], and for progression and management [18
]. The FLC typically comprises a fuzzifier, which converts numeric values into fuzzy sets in the process of fuzzification, an inference engine that performs logical controls in the FLC, and a rule base, which comprises the control rules and membership functions. The results of the inference engine are then defuzzified with conversion back to numeric values.
An FLC was developed to classify a patient as diabetic or non-diabetic based on blood glucose reading input, incorporating expert knowledge with parameters including diet, medicine, and exercise [18
]. This type of fuzzy expert system framework constructs an extensive knowledge base that uses defuzzification to convert fuzzy values into hard limit values. In [18
], rules were constructed to implement decisions on the amount of insulin dosage required and the number of times a person would need to self-inject; affiliated semantics and corresponding quantitative correction included “increase dosage” (5%) and “decrease dosage” (9%). Results of the classifier in [18
] indicate that the system effectively offered decision support to the diabetic user for self-regulation of blood glucose levels, toward the prevention of symptoms and complications.
An FLC is developed in [19
] for classification of a diabetic candidate into a category denoting the stage of diabetes. Symptoms of the disease are the input parameters and fuzzy logic is applied to analyze and classify the patient into one of the four categories: type 1 diabetes, type 2 diabetes, pre-diabetes, and gestational diabetes [19
]. Current patient data is entered, in addition to glucose level and historical patient data. Fuzzy logic is applied to classify this information using dynamic grading as implemented through customized membership functions [19
]. While thresholds defined within the membership function may change, FLC fails to adapt its design structure based on the incoming information [19
]. The proposed system requires adaptation in patient lifestyle for efficiency and the ability to provide precise information to the patient in critical situations. Precision is key in this area, as it can solve a situation where a patient is experiencing low blood glucose in a matter of minutes by providing the patient the required or adequate amount of glucose in order to resume proper functionality of the body during hypoglycemia.
Diabetic Decision Support Systems (DSSs) have incorporated FLCs for the analysis of diabetic blood glucose reaction to insulin infusion through the use of Mamdani fuzzy controller models [20
], with the application of swarm optimization for fuzzy controller tuning. Healthy subjects were presented with minimum infused insulin and their reaction tested, against diabetics [20
]. Parameter uncertainties were modeled in the FLC by degree of insensitivity to multiple meal disturbances, level of accuracy, and superiority of robustness [20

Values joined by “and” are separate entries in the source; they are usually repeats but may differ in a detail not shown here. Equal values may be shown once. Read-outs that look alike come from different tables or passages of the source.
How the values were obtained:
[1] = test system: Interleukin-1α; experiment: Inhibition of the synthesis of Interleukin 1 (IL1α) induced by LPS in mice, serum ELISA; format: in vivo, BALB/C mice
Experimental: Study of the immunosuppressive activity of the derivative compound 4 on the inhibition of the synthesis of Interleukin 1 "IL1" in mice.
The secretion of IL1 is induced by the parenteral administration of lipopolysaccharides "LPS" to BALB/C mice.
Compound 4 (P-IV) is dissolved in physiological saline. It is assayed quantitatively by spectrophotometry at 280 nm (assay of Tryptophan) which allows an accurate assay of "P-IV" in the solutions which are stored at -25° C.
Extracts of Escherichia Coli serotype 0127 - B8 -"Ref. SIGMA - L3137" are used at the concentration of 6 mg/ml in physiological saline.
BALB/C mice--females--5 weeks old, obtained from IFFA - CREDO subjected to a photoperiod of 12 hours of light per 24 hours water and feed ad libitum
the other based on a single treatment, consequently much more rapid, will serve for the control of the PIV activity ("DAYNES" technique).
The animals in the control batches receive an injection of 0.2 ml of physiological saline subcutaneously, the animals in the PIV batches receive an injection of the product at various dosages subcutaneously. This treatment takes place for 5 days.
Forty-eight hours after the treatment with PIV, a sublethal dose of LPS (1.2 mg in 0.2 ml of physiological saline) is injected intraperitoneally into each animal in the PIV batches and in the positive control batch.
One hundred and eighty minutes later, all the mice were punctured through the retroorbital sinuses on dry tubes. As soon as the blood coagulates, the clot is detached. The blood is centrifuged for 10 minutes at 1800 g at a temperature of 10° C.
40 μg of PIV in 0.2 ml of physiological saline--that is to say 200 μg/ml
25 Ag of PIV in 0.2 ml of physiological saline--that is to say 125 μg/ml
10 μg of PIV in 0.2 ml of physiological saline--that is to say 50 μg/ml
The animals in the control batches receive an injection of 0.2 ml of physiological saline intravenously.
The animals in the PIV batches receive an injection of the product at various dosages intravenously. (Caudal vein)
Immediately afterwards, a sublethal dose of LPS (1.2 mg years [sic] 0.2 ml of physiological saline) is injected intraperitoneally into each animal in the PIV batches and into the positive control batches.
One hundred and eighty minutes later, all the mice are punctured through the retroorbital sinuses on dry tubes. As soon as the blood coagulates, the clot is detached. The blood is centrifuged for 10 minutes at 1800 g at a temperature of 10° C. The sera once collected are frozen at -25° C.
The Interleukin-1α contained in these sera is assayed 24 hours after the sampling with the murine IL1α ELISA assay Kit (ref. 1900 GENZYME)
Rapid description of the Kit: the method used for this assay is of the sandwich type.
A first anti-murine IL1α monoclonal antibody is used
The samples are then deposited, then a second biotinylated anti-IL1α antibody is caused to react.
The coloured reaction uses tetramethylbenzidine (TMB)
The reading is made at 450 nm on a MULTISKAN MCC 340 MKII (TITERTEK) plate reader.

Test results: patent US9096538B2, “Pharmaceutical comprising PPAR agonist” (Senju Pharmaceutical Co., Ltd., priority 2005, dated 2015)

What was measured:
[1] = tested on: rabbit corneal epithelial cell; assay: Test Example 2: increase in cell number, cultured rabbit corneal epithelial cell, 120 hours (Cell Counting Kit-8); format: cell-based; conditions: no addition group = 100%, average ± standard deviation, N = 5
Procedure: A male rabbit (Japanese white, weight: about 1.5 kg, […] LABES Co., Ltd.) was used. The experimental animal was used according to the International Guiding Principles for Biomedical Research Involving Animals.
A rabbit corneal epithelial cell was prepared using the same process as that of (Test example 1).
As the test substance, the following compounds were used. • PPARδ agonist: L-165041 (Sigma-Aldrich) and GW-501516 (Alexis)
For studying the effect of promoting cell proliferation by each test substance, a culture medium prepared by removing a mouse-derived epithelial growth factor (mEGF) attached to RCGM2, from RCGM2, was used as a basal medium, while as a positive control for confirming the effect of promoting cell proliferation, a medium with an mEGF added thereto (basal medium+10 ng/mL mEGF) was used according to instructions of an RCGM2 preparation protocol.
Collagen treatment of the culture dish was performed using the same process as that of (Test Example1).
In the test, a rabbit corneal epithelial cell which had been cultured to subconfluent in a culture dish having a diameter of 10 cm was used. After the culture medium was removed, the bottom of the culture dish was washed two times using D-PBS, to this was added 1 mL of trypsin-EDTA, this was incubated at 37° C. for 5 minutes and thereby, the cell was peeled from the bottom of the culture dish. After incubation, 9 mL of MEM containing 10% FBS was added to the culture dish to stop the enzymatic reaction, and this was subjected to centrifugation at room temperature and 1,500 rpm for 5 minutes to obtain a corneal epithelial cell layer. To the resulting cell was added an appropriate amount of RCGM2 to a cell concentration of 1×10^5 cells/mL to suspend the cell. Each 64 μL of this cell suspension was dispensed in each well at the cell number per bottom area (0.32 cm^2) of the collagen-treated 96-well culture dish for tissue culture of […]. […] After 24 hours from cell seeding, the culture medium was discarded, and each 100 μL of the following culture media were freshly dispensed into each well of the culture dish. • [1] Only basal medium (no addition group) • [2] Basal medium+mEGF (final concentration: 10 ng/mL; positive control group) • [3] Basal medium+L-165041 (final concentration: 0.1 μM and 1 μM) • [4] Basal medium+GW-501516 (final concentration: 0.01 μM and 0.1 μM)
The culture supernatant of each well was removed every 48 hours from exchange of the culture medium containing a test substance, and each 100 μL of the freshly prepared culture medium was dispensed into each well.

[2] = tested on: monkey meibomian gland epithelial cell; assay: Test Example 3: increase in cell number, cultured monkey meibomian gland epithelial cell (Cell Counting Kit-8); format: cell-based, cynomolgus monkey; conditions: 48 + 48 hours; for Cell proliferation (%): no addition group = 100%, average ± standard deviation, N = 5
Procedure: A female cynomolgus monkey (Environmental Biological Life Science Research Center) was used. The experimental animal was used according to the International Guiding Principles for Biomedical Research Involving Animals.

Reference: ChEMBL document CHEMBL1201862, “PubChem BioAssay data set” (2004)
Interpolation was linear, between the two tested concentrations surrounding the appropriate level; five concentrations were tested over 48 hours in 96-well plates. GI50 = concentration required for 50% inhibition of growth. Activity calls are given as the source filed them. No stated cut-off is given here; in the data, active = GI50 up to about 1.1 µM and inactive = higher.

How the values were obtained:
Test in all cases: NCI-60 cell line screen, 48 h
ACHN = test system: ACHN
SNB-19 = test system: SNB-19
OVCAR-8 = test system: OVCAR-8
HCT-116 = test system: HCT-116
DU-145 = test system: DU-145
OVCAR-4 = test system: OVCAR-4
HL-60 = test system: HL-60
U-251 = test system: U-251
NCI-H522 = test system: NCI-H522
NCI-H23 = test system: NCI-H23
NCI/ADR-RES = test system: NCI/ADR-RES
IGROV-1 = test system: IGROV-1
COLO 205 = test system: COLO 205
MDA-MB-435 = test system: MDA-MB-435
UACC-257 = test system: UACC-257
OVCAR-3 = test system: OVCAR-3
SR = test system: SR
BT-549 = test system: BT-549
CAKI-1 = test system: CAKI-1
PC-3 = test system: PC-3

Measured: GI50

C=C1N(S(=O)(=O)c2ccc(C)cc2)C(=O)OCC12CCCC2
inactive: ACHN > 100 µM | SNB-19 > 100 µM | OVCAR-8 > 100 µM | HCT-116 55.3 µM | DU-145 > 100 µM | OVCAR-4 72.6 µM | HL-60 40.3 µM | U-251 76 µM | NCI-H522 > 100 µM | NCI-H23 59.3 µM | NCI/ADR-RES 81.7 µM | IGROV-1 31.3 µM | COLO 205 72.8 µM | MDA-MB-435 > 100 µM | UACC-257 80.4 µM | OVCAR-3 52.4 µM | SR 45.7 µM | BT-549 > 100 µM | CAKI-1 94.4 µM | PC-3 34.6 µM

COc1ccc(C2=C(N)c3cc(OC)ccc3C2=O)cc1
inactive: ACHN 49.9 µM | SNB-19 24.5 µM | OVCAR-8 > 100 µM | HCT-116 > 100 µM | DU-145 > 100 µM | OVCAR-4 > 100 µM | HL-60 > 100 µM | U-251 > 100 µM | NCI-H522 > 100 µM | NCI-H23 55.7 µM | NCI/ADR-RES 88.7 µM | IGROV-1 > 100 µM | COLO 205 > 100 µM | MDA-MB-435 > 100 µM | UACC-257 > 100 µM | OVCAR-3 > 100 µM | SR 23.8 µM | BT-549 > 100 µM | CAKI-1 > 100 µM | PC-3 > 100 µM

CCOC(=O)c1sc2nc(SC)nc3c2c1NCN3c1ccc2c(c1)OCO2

]. The Mamdani fuzzy logic architecture contained two input variables and one output variable [20
]. The input linguistic variables were the error signal between the measured blood glucose level and the reference glucose level, and its rate of change [20
]. The output linguistic variable was the exogenous infusion rate of the insulin into the blood stream [20
Neural networks (NNs) are composed of nodal elements and have the ability to adapt to incoming information [21
]. Commonly, NNs are adjusted and trained to ensure that a specific input leads to a particular output [21
]. NNs have the capability to train and process complex functions in many applications including identification, pattern recognition, speech processing, classification, and control systems [21
]. NNs are implemented for diabetic diagnosis [22
], for analyzing blood glucose range as a primary indicator of the diabetic condition, in addition to diabetic management and associated insulin administration [22
]. NNs reveal their utility and efficiency in solving problems that require prediction, clinical diagnosis, pattern recognition, and/or image analysis.
A system is designed in [22
] to provide testing of diabetic abnormalities, where NNs are used in the early stages of diabetic diagnosis. Input parameters to the NN classifier include the number of times a patient has been pregnant, their plasma glucose concentration, blood pressure, body mass index, and insulin production level [22
]. Results of the research revealed the NNs capable of learning patterns corresponding to diabetic symptoms of an individual, achieving an accuracy of 98% [22
]. Prolonged, constant NN training was a noted limitation of the method, and researchers determined that, after a two-month period of no training, system accuracy dropped to 91% [22
A hybrid approach utilizing knowledge-based expert systems, adaptive control, simulation, optimization, and NNs is also implemented for decision support for insulin administration, where the expert system mimics soft knowledge expressed by medical expert opinions, intuition, laboratory results, and clinician’s observations [22
]. Parameters of interest include biological functions of blood glucose for the prediction of blood glucose response to insulin intake, coupled with decision-making and intelligent knowledge based systems combining mathematical and knowledge-based techniques [22
]. The study revealed NNs to be more suitable than knowledge-based approaches in diabetic diagnosis and management applications. The options for the selection of activity for insulin administration such as age, BMI, and blood glucose levels are inflexible and exclude other important factors such as activity intensity level, dietary habits, and predictive blood glucose control [22
], in addition to the inflexibility of applied uniform decision making. Experts offer non-uniform guidance and personal experience as well as patient lifestyle, which was excluded [22
]. Shortcomings were identified during clinical evaluation [22